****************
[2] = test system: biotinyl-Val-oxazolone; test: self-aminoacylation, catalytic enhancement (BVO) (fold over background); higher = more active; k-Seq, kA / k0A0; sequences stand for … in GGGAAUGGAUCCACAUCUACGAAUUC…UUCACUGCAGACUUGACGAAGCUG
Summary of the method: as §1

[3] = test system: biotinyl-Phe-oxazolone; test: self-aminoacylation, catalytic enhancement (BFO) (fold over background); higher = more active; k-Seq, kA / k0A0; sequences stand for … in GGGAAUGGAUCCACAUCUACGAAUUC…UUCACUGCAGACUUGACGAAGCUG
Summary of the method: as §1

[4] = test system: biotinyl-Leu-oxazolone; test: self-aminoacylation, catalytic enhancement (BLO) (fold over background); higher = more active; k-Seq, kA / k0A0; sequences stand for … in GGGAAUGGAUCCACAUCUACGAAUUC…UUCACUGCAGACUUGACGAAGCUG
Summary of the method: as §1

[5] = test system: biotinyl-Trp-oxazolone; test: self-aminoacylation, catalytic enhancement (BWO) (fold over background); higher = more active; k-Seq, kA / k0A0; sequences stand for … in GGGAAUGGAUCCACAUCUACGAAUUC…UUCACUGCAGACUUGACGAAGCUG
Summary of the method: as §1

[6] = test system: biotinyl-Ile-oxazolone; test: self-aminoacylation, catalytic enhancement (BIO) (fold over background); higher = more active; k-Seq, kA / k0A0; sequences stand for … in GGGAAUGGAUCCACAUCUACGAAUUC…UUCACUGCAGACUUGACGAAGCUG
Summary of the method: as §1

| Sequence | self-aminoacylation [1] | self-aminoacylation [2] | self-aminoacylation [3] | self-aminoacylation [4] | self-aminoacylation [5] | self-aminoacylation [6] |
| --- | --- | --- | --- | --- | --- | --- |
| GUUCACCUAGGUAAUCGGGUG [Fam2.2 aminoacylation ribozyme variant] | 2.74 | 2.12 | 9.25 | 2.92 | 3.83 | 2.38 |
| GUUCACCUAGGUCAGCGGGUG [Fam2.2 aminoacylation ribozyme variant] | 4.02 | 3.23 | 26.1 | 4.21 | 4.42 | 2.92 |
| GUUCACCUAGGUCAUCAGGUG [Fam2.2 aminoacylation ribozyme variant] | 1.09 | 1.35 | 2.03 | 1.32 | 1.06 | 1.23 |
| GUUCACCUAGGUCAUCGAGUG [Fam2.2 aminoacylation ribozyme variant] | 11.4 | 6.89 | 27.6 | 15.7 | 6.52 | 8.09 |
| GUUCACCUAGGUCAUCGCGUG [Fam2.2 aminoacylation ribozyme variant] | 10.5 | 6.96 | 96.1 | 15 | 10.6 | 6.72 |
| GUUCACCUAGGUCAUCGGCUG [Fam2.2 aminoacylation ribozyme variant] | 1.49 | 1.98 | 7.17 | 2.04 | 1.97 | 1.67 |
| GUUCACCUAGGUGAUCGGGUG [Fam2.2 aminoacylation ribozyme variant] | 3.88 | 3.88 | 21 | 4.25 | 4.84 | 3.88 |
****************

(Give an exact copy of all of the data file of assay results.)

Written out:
[2] = test system: biotinyl-Val-oxazolone; test: self-aminoacylation, catalytic enhancement (BVO) (fold over background); higher = more active; k-Seq, kA / k0A0; sequences stand for … in GGGAAUGGAUCCACAUCUACGAAUUC…UUCACUGCAGACUUGACGAAGCUG
Summary of the method: as §1

[3] = test system: biotinyl-Phe-oxazolone; test: self-aminoacylation, catalytic enhancement (BFO) (fold over background); higher = more active; k-Seq, kA / k0A0; sequences stand for … in GGGAAUGGAUCCACAUCUACGAAUUC…UUCACUGCAGACUUGACGAAGCUG
Summary of the method: as §1

[4] = test system: biotinyl-Leu-oxazolone; test: self-aminoacylation, catalytic enhancement (BLO) (fold over background); higher = more active; k-Seq, kA / k0A0; sequences stand for … in GGGAAUGGAUCCACAUCUACGAAUUC…UUCACUGCAGACUUGACGAAGCUG
Summary of the method: as §1

[5] = test system: biotinyl-Trp-oxazolone; test: self-aminoacylation, catalytic enhancement (BWO) (fold over background); higher = more active; k-Seq, kA / k0A0; sequences stand for … in GGGAAUGGAUCCACAUCUACGAAUUC…UUCACUGCAGACUUGACGAAGCUG
Summary of the method: as §1

[6] = test system: biotinyl-Ile-oxazolone; test: self-aminoacylation, catalytic enhancement (BIO) (fold over background); higher = more active; k-Seq, kA / k0A0; sequences stand for … in GGGAAUGGAUCCACAUCUACGAAUUC…UUCACUGCAGACUUGACGAAGCUG
Summary of the method: as §1

| Sequence | self-aminoacylation [1] | self-aminoacylation [2] | self-aminoacylation [3] | self-aminoacylation [4] | self-aminoacylation [5] | self-aminoacylation [6] |
| --- | --- | --- | --- | --- | --- | --- |
| GUUCACCUAGGUAAUCGGGUG [Fam2.2 aminoacylation ribozyme variant] | 2.74 | 2.12 | 9.25 | 2.92 | 3.83 | 2.38 |
| GUUCACCUAGGUCAGCGGGUG [Fam2.2 aminoacylation ribozyme variant] | 4.02 | 3.23 | 26.1 | 4.21 | 4.42 | 2.92 |
| GUUCACCUAGGUCAUCAGGUG [Fam2.2 aminoacylation ribozyme variant] | 1.09 | 1.35 | 2.03 | 1.32 | 1.06 | 1.23 |
| GUUCACCUAGGUCAUCGAGUG [Fam2.2 aminoacylation ribozyme variant] | 11.4 | 6.89 | 27.6 | 15.7 | 6.52 | 8.09 |
| GUUCACCUAGGUCAUCGCGUG [Fam2.2 aminoacylation ribozyme variant] | 10.5 | 6.96 | 96.1 | 15 | 10.6 | 6.72 |
| GUUCACCUAGGUCAUCGGCUG [Fam2.2 aminoacylation ribozyme variant] | 1.49 | 1.98 | 7.17 | 2.04 | 1.97 | 1.67 |
| GUUCACCUAGGUGAUCGGGUG [Fam2.2 aminoacylation ribozyme variant] | 3.88 | 3.88 | 21 | 4.25 | 4.84 | 3.88 |